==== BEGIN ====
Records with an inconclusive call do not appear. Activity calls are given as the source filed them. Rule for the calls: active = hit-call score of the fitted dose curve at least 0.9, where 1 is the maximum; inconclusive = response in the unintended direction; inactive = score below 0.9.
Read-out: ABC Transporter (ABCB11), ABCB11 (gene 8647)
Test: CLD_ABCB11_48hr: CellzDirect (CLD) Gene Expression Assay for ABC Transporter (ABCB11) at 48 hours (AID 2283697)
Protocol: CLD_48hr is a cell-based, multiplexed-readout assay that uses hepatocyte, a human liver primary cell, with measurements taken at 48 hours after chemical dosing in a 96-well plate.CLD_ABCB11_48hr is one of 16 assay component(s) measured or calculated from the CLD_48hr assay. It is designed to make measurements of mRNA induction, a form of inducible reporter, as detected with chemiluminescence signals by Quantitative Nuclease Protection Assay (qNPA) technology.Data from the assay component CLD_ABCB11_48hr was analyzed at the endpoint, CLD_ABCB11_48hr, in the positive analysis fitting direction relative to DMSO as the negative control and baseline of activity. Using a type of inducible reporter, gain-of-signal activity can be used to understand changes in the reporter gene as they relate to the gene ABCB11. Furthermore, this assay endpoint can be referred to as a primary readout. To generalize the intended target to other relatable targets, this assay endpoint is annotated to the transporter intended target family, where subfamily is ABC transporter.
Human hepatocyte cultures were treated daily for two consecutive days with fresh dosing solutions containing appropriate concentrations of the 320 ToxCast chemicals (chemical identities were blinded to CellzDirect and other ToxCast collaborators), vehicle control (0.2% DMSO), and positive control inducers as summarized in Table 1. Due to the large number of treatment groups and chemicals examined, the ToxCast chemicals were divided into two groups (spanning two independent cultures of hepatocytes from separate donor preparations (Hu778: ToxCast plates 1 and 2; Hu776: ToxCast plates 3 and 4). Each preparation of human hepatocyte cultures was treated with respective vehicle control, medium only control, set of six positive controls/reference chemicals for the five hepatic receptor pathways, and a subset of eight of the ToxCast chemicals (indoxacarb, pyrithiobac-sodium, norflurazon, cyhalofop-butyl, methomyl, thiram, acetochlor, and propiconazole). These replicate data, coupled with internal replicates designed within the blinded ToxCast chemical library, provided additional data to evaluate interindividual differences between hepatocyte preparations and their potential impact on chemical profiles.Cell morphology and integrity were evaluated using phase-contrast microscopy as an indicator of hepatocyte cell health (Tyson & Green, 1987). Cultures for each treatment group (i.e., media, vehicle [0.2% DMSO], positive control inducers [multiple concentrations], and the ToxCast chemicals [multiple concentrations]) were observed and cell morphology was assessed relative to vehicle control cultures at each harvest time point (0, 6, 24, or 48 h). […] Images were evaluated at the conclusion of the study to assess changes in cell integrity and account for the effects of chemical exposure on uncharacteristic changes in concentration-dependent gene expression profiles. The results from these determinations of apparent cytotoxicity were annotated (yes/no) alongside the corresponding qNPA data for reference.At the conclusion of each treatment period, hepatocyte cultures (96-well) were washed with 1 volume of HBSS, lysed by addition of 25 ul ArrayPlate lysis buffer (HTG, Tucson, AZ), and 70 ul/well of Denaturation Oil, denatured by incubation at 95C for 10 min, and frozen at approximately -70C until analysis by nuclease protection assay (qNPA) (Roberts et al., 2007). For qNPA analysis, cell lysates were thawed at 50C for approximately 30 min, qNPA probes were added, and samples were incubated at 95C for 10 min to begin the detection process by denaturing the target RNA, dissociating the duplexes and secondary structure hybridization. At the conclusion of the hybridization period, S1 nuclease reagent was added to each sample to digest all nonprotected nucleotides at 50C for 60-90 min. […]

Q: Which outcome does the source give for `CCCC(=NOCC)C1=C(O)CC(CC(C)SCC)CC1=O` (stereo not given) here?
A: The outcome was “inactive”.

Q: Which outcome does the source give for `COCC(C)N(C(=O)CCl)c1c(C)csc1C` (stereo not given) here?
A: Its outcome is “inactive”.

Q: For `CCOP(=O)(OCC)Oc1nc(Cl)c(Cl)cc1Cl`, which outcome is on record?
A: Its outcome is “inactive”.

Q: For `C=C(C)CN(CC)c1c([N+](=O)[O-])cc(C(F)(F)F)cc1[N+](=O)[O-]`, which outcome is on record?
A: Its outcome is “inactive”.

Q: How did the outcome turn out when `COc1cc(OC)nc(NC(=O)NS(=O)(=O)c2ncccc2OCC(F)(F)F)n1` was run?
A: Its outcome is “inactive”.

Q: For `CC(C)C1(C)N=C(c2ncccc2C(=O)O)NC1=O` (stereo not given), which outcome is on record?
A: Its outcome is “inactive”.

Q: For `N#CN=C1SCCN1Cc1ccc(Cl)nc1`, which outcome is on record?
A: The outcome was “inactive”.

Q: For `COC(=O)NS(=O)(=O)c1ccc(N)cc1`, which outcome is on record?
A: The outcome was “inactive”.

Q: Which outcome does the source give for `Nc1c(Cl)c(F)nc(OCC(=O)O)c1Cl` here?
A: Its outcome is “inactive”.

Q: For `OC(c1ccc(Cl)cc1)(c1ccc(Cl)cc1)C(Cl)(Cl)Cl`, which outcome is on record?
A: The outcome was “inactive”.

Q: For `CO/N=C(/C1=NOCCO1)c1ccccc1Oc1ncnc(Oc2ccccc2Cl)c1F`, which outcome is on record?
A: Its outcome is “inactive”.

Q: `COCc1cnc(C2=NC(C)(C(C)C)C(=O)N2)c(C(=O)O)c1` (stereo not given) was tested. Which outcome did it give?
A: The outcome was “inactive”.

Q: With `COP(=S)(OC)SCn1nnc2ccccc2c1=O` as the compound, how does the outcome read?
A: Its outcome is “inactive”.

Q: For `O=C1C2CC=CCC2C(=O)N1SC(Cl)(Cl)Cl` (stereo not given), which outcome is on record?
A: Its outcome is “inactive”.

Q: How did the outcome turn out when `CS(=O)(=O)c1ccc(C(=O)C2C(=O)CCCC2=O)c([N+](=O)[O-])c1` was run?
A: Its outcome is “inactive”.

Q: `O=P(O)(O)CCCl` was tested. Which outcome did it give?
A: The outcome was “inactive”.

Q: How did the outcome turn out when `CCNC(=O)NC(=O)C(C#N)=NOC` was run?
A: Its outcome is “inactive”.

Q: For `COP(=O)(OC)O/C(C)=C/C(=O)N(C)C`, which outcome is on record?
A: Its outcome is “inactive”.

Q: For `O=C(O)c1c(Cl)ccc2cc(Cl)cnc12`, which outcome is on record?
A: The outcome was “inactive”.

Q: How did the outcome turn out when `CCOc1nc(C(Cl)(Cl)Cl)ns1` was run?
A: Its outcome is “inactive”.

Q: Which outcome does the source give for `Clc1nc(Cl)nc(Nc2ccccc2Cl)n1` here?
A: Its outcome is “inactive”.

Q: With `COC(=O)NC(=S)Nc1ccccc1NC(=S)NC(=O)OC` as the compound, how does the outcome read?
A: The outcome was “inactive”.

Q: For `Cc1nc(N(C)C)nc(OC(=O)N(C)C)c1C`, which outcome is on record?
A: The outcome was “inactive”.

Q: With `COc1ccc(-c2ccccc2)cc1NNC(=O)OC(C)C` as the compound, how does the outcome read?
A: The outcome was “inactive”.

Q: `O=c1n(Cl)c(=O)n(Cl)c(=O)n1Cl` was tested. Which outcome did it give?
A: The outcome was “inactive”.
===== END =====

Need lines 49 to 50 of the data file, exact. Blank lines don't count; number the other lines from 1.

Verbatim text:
A: The outcome was “inactive”.

Q: For `Cc1nc(N(C)C)nc(OC(=O)N(C)C)c1C`, which outcome is on record?